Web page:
Monday, 30 May 2011


Shona battles it out, photo courtesy of RGYC
Since the wind went down (a bit) the salvers and surveyors have been busy at work, but our coast is still strewn with wrecks. Most of the fallen trees have been dealt with, usually by locals who turned up with their chainsaws and got things moving before the council was fully awake. One of the local landowners was out late at night collecting the unexpected windfall for his woodstore before anyone else got it.

I have a huge respect for the professionals who deal with the sea and its behaviour, having in an earlier life done work for a diving company who handled some of the trickier jobs in the early years of the Scottish oil industry.  I learned that in dealing with any disaster one must resist the natural temptation to rush in.

In those days the older fellows had acquired their skills during the War. Along the coast just now a new generation is making assessments of risk to life and the potential for damage to the stranded vessel and working out ways to proceed. Estimates vary, but it seems there are between 100 and 200 incidents to be resolved, so they will be busy for some time. (We've now learned that the wind at its height reached speeds of nearly 100 miles per hour.)

Locally Tony Ratcliffe and his team from North West Marine are working on the rescue of the Elsa, a nice American-designed centre-boarder that is perched on a rock ledge, pretty well undamaged but above the level of the pathetically small tides we have just now. With extreme high pressure forecasted there's little hope of improvement in the near future.

Longer term there are bound to be effects on yachting as a pastime. If you can suffer such weather in what is traditionally the mildest time of year many people will be looking critically at the sport. Although this storm was exceptionally fierce we have been seeing much stronger winds and wetter summers in recent years. Costs are bound to rise, as insurers consider the impacts and pressure increases on bases that are particularly sheltered. This may eventually lead to an increase in the number of smaller boats being dry-sailed, as one would certainly sleep better with one's pride and joy safely parked in the garden.

Tuesday, 24 May 2011

First storm of 2011

We were warned, at least those of us who followed the Met Office, which correctly predicted a tight low pressure system on Monday, although I suspect that they underestimated the wind speeds we actually got. Even that vapid child on the telly warned that it would be windy, if you could make out what she was saying. I got the Kelpie and Peigi safely onto dry land and checked that everything aboard Stroma was secure.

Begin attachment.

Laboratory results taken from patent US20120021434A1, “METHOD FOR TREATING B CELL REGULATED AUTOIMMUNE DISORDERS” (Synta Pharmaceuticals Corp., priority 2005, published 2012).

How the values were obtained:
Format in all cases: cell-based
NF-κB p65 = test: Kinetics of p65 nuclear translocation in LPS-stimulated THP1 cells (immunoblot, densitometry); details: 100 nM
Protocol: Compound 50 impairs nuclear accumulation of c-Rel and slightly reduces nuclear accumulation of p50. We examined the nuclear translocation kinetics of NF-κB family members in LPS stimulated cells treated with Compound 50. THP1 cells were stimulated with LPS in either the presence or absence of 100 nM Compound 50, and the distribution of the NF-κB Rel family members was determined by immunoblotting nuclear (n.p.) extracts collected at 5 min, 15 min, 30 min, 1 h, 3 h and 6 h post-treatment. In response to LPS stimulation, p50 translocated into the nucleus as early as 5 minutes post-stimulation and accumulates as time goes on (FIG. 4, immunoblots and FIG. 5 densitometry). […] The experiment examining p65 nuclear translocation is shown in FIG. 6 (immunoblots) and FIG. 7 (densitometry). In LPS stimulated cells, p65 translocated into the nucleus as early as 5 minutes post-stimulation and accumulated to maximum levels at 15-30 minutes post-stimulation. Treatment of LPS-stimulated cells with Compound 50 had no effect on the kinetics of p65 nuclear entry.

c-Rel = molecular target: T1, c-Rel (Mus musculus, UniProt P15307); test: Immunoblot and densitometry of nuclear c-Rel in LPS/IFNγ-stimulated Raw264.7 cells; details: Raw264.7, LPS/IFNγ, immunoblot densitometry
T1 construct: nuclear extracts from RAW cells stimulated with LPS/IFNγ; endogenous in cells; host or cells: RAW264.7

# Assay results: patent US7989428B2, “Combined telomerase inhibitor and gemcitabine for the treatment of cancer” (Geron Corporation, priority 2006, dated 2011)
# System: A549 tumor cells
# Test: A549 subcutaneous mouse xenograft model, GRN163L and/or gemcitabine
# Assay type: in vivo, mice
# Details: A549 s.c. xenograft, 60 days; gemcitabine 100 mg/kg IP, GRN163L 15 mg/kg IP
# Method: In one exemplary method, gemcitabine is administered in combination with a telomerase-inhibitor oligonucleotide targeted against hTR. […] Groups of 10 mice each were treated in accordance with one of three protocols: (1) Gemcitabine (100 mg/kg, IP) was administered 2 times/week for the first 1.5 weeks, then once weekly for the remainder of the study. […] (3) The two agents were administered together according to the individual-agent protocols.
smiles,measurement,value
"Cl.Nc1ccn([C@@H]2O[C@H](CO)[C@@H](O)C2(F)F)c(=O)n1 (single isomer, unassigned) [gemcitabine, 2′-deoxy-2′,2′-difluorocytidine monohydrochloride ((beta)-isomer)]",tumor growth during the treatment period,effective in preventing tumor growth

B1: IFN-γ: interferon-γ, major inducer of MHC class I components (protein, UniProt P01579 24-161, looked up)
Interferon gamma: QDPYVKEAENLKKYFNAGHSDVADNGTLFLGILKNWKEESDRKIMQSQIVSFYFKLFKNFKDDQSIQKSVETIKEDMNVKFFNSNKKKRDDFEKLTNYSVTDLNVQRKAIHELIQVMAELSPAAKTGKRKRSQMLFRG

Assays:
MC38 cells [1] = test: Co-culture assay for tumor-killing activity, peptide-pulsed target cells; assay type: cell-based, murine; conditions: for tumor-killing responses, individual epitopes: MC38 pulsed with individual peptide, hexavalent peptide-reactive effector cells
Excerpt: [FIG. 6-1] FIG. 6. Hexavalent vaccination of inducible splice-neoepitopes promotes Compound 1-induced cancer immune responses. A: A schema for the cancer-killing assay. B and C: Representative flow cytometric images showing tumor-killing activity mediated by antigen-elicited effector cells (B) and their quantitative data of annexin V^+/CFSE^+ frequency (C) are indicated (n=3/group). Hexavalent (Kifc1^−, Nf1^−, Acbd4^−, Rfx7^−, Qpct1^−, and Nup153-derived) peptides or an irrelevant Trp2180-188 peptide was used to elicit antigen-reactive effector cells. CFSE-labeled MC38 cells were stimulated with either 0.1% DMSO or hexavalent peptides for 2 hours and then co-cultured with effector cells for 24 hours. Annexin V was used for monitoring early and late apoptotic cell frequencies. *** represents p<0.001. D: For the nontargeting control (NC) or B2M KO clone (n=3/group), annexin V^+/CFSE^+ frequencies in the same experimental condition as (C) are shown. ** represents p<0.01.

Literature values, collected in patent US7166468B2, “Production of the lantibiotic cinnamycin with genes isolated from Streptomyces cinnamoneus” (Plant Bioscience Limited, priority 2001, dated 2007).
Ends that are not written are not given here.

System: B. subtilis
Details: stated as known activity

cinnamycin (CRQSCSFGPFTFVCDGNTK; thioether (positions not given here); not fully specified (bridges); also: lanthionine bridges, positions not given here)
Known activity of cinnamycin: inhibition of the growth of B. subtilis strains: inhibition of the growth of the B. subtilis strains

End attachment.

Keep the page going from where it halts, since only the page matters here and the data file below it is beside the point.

It started blowing on Saturday, a very brisk and ominous Southerly. It's a time for Spring breaks and a few boats went off, one returning after an hour or so. Sunday continued in the same vein, then on Monday morning it struck. Straight out of the South west and almost unobstructed came a wind of incredible force, raising a blanket of foam a couple of metres high. It was difficult to walk in the prevailing wind, which was, I guess, well over gale force. The gusts were another thing again.

 The first couple of yachts came ashore at Fearnach in the late morning, being joined by three more as the day progressed. The roads around here were quickly blocked as trees laden with new foliage came down. We're in neap tides just now, but it didn't matter as the tide didn't actually go out, giving rise to fears that the evening high would cause flooding.

The marinas at Ardfern and Craobh Haven were directly in the line of fire, but spared the terrible swell that started to come in at Fearnach. In our little corner at Loch na Cille the boats were spared the worst of it, as by the time the wind backed West much of the force had gone and everything stayed afloat.

This Tuesday morning the wind is down to force six with showers of hail and we believe that the electricity, which went off when some poles came down yesterday, may come back on by this evening.

So far this year after fifty days afloat we've managed two short sails. Much more of this and I may take up gardening (only joking).

Monday, 23 May 2011

The Kennedy Brothers

The magic spinner

Over the next few months you can view images of your editor and his brother in Glasgow's St Vincent Street as part of one of the Braewell Galleries' celebrated public art projects.

It's a little disconcerting to find yourself portrayed in quite such a public fashion, but as it's fiftyseven years since the original family snaps of two Kennedy brothers were taken our appearance has maybe moved on a little.

The artist Paul Kennedy and his brother Adam are also forging an identity as the Kennedy Brothers and are having their first joint exhibition in Glasgow this summer. I will post fuller details of this nearer the time. Meantime their work can be viewed online at and and Braewell Galleries can be found at

St Abbs 1954

Wednesday, 11 May 2011

Tall Ships Gallery

Wyldeswan, image courtesy of Richard Sibley

The maritime photographer Richard Sibley has introduced me to his fascinating website, and I'm delighted to have added a link to it. Richard writes:-

"My site provides a gallery of tall ships and traditional sail images as well as other related articles, you can also purchase copies of the images printed on fine art paper and canvas.
The galleries feature the more picturesque images that I have taken and I also have an extensive library of contemporary Tall Ship images collected over the past few years. Enquiries welcome."